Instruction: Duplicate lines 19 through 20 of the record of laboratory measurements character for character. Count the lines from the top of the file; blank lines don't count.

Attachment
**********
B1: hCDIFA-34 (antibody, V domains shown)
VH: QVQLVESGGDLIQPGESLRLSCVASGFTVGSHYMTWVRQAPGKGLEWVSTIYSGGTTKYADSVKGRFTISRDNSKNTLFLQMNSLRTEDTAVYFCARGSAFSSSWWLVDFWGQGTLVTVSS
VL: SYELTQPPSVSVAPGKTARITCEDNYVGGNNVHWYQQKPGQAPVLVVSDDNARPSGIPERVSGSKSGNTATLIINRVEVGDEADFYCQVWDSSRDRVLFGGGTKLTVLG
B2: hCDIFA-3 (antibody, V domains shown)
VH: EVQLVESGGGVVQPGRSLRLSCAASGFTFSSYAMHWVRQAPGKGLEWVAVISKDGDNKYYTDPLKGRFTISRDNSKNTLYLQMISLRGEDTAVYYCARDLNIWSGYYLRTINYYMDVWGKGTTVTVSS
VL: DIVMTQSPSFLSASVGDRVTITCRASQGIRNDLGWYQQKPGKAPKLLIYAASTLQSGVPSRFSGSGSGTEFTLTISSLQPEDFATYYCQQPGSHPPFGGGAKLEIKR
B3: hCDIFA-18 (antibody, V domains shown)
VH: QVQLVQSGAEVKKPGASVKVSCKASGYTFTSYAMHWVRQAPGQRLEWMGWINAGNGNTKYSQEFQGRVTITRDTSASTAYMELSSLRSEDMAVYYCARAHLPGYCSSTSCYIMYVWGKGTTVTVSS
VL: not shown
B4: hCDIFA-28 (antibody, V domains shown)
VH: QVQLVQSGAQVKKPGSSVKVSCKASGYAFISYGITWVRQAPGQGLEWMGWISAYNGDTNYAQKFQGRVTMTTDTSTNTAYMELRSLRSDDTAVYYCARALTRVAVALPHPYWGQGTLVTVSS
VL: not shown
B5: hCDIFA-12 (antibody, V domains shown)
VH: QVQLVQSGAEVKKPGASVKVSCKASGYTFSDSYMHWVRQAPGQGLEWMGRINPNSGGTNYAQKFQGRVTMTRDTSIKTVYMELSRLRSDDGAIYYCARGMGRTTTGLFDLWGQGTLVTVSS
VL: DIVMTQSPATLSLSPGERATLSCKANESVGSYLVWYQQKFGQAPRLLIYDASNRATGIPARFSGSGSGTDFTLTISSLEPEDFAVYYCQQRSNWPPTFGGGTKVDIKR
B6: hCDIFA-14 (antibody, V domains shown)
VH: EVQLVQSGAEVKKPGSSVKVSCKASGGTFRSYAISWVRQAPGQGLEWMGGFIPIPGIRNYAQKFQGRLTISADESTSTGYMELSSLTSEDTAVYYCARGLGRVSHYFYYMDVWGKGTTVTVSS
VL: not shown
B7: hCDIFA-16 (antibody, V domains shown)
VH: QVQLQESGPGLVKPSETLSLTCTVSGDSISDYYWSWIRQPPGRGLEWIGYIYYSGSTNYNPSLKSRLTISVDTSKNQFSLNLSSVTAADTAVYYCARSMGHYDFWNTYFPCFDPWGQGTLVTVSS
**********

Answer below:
B7: hCDIFA-16 (antibody, V domains shown)
VH: QVQLQESGPGLVKPSETLSLTCTVSGDSISDYYWSWIRQPPGRGLEWIGYIYYSGSTNYNPSLKSRLTISVDTSKNQFSLNLSSVTAADTAVYYCARSMGHYDFWNTYFPCFDPWGQGTLVTVSS